Have you ever walked into a space or house and thought the colour scheme was horrendous? Generally, the first thing people tend to change when they move into their new home or office etc. is the colour scheme. We all tend to have our favourite colours, but maybe there’s more to this.

While not an exact science, according to ColorPsychology.org each colour creates a reaction in our brain and therefore can influence our brains’ decision-making process. Although colours are subjective certain colours have universal significance. But is it possible that your favourite colour may cause restlessness? Or that specific colours may make you more creative? If so, what colours are best for what?

Darker, ‘heavier’ colours like greys, blues and browns

As these colours tend to increase productivity and promote seriousness they would be great to use in office spaces and in corporate environments. However, they should be avoided in kitchens and dining areas, since they are thought to have a negative impact on appetite.

Blue could make your house more sellable according to an American survey on 30,000 homes sold in 2017. This colour is associated with calm, trust and the ability to make decisions.

Using dark colours all over smaller spaces can make the space feel more enclosed or confined. A great alternative is to use these on feature walls, which can create opulence.

Lighter, warmer colours like yellow and orange

Lighter colours are said to increase creativity and inspiration, so if your work requires a lot of imagination these could be the perfect choice.

Although yellows are deemed to be joyful they can also be over stimulating. This suggests that a bright version of this colour isn’t an ideal choice for a baby or child’s bedroom.

The colour orange can aid digestion, which makes it a great choice for dining areas.

Green

Green is the colour of nature and is associated with calm and safety. This makes it a perfect colour for bedrooms. It is thought to aid sleep and even to slow your metabolism.

Red

Whilst red is often linked to passion and strength, it is also the colour of danger and can be overbearing as it attracts attention more than any other colour. Some studies found it can raise blood pressure and heart rate which would make it a less than ideal colour for the bedroom.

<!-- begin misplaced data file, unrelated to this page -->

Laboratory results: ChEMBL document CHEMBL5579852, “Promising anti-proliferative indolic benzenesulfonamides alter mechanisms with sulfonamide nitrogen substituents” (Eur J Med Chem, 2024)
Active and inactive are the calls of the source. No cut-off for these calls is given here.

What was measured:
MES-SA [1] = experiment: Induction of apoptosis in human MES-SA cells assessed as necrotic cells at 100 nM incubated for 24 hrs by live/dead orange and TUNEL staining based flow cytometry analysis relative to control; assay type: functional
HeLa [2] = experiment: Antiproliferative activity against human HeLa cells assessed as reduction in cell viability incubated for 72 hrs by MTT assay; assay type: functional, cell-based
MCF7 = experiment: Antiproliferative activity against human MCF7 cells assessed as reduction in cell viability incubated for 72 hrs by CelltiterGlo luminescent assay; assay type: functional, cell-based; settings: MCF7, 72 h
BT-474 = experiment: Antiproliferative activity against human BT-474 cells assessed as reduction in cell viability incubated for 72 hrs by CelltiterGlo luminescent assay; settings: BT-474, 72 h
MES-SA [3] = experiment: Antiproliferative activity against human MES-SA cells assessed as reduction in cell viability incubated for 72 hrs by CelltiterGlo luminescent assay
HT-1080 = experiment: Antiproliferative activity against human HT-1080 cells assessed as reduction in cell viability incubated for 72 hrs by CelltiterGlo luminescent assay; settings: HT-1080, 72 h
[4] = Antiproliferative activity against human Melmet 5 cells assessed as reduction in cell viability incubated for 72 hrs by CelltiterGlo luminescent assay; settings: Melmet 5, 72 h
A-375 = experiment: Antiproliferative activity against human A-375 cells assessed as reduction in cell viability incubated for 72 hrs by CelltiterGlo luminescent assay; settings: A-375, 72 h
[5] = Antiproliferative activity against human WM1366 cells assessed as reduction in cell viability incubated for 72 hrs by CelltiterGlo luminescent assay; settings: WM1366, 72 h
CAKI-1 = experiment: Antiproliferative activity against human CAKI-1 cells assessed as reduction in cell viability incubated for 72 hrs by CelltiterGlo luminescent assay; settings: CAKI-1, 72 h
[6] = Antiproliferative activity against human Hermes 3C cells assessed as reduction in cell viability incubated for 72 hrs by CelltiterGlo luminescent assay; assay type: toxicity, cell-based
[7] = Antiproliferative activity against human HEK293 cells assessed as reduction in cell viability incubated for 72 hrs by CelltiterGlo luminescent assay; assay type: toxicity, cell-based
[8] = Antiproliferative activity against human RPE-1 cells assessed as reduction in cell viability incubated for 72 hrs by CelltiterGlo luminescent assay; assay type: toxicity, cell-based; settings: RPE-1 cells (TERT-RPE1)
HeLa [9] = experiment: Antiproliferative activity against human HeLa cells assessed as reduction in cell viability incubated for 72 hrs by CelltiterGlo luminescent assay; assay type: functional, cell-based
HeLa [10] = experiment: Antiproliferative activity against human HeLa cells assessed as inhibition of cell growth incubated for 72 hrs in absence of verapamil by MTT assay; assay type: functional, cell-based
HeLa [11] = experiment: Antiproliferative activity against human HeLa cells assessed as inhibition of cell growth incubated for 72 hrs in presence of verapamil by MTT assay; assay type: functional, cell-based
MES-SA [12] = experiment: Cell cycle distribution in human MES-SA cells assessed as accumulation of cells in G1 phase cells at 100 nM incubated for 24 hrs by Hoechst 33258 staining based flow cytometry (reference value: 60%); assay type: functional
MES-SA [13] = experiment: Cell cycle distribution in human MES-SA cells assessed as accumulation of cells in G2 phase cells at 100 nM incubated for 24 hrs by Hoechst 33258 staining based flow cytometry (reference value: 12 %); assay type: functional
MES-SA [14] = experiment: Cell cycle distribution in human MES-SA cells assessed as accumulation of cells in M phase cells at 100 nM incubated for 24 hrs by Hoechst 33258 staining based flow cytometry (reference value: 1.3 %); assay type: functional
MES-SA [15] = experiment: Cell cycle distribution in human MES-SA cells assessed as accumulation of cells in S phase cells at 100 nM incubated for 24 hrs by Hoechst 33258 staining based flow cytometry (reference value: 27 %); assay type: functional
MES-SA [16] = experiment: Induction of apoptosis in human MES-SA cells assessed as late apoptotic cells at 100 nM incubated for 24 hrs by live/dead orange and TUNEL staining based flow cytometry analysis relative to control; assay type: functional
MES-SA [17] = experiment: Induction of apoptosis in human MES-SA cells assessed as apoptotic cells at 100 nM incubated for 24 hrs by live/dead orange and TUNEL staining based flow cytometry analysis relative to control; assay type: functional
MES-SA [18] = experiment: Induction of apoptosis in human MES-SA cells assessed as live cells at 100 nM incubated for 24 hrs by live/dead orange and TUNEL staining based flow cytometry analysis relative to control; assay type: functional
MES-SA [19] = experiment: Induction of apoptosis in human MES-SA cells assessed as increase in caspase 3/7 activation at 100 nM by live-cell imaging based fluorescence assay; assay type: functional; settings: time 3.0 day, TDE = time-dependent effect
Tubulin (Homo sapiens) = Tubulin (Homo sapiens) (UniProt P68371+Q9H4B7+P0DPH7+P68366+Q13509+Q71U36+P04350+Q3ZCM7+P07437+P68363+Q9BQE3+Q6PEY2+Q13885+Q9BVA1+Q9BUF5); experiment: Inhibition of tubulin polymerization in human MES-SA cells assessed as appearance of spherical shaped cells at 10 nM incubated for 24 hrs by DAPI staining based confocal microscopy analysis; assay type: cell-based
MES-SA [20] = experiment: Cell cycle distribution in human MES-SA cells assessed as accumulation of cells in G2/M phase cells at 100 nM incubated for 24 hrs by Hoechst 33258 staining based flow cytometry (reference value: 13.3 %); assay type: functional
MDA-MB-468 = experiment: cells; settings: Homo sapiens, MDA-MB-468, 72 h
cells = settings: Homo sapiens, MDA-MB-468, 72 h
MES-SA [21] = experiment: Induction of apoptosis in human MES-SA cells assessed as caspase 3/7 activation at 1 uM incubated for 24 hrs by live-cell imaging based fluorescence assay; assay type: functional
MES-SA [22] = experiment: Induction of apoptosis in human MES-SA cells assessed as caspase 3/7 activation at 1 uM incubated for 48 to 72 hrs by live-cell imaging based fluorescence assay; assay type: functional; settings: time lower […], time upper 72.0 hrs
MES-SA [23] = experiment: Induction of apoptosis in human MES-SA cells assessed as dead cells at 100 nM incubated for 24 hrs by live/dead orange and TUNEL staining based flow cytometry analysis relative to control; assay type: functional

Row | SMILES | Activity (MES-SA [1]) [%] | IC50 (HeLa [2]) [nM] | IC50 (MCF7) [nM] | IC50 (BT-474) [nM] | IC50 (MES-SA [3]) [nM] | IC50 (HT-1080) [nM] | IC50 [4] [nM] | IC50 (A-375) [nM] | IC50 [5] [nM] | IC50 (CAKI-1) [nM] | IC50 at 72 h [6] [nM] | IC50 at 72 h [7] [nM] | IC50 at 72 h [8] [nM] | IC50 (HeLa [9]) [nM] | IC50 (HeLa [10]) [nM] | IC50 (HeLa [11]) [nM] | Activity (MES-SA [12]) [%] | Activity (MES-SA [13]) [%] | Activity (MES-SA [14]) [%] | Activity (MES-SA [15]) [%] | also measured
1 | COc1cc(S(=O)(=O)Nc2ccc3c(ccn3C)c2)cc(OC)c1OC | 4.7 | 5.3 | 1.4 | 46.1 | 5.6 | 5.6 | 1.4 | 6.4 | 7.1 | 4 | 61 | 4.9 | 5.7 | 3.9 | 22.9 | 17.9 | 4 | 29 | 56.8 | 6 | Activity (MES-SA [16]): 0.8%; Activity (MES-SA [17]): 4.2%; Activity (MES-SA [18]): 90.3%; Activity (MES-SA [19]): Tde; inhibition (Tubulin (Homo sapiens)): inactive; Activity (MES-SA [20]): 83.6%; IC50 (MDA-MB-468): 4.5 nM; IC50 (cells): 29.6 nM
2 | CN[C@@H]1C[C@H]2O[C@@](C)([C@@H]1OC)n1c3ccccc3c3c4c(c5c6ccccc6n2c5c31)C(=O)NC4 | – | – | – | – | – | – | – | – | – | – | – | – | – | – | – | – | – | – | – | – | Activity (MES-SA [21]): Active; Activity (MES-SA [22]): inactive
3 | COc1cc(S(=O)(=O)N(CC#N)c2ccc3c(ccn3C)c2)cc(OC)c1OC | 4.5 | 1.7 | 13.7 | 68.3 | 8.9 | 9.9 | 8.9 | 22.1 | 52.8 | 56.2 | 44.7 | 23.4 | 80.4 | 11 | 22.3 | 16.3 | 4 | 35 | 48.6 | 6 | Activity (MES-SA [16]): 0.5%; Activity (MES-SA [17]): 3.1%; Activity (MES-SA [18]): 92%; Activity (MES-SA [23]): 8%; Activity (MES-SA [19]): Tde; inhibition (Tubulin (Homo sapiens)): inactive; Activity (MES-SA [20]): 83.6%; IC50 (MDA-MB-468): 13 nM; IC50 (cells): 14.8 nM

Fuchsia

However, mixing red with a hint of blue creates fuchsia which also resonates with passion, but it is not an overwhelming colour.

White

White evokes feelings of innocence, light, purity, cleanliness and safety. As it is a neutral colour it is suitable for all areas.

And if you just wanted to follow the most popular colour trends? We asked the local experts

Both Derby based experts from Dulux and Crown trade shops agree, that white is the colour they sell the most of. They also both agree that in terms of a pigmented colour, different shades of grey tend to be the most popular.

Why these colours?

One reason for whites being so popular could be that they cost less than pigmented paints, which work well with the trend of creating colour schemes and colour accents with various accessories, as Mike Taylor, the manager of Crown Decorating Centre points out. Vic Branch, the manager of Dulux Trade Centre, notes that having a feature wall is still very much on trend, either surrounding them with lighter shades or just neutral white tones.

Mike adds that aside from whites and greys, Crown’s Antique Cream sells very well, which is a different shade of white, similar to the colour of warm buttered toast.
On the other hand, Vic says that the Dulux shop have seen an increase in the purchase of different shades of blue as well.

Influences

When I asked them about what might influence people’s colour choices Vic suggested that popular television programmes are also known to create trends, so people sometimes find inspiration from their favourite shows. But both experts agreed on colour being a personal choice.

It isn’t proven but…

If each colour evokes a reaction in our brain when we internalise it, it could be the reason for why we like certain colours and dislike others. This might be why different shades of whites remain best sellers. They could be the easiest to agree on. What do you think?

Written by Petra Kalnai